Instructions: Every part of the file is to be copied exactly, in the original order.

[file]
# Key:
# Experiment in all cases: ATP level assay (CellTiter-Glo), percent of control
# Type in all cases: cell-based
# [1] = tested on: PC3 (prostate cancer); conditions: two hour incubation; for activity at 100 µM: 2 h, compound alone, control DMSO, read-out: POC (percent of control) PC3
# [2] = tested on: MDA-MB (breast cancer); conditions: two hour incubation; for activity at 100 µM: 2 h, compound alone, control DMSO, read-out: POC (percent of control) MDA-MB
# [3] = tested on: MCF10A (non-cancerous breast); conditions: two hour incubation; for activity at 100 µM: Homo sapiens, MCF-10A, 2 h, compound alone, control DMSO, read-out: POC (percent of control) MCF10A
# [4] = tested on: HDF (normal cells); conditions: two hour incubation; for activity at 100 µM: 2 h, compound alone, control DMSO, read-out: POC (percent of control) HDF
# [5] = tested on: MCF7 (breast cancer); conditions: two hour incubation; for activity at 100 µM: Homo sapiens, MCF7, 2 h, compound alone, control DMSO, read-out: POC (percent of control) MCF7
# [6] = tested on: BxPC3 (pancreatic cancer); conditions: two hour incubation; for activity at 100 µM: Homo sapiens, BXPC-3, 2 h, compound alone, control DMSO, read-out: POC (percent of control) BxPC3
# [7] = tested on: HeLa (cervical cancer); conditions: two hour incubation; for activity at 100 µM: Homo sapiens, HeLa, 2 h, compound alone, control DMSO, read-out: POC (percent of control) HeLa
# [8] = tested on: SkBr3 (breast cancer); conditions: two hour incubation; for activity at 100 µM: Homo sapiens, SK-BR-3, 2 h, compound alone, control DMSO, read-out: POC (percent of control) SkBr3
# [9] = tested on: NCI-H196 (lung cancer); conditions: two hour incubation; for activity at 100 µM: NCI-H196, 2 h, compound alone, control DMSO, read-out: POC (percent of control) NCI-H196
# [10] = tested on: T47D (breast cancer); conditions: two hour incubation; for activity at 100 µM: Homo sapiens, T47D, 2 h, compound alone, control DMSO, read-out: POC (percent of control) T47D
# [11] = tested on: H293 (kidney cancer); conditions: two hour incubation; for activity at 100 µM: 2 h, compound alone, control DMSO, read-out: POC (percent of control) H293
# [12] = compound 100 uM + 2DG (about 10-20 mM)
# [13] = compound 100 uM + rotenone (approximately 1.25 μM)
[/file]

# Key:
# Experiment in all cases: ATP level assay (CellTiter-Glo), percent of control
# Type in all cases: cell-based
# [1] = tested on: PC3 (prostate cancer); conditions: two hour incubation; for activity at 100 µM: 2 h, compound alone, control DMSO, read-out: POC (percent of control) PC3
# [2] = tested on: MDA-MB (breast cancer); conditions: two hour incubation; for activity at 100 µM: 2 h, compound alone, control DMSO, read-out: POC (percent of control) MDA-MB
# [3] = tested on: MCF10A (non-cancerous breast); conditions: two hour incubation; for activity at 100 µM: Homo sapiens, MCF-10A, 2 h, compound alone, control DMSO, read-out: POC (percent of control) MCF10A
# [4] = tested on: HDF (normal cells); conditions: two hour incubation; for activity at 100 µM: 2 h, compound alone, control DMSO, read-out: POC (percent of control) HDF
# [5] = tested on: MCF7 (breast cancer); conditions: two hour incubation; for activity at 100 µM: Homo sapiens, MCF7, 2 h, compound alone, control DMSO, read-out: POC (percent of control) MCF7
# [6] = tested on: BxPC3 (pancreatic cancer); conditions: two hour incubation; for activity at 100 µM: Homo sapiens, BXPC-3, 2 h, compound alone, control DMSO, read-out: POC (percent of control) BxPC3
# [7] = tested on: HeLa (cervical cancer); conditions: two hour incubation; for activity at 100 µM: Homo sapiens, HeLa, 2 h, compound alone, control DMSO, read-out: POC (percent of control) HeLa
# [8] = tested on: SkBr3 (breast cancer); conditions: two hour incubation; for activity at 100 µM: Homo sapiens, SK-BR-3, 2 h, compound alone, control DMSO, read-out: POC (percent of control) SkBr3
# [9] = tested on: NCI-H196 (lung cancer); conditions: two hour incubation; for activity at 100 µM: NCI-H196, 2 h, compound alone, control DMSO, read-out: POC (percent of control) NCI-H196
# [10] = tested on: T47D (breast cancer); conditions: two hour incubation; for activity at 100 µM: Homo sapiens, T47D, 2 h, compound alone, control DMSO, read-out: POC (percent of control) T47D
# [11] = tested on: H293 (kidney cancer); conditions: two hour incubation; for activity at 100 µM: 2 h, compound alone, control DMSO, read-out: POC (percent of control) H293
# [12] = compound 100 uM + 2DG (about 10-20 mM)
# [13] = compound 100 uM + rotenone (approximately 1.25 μM)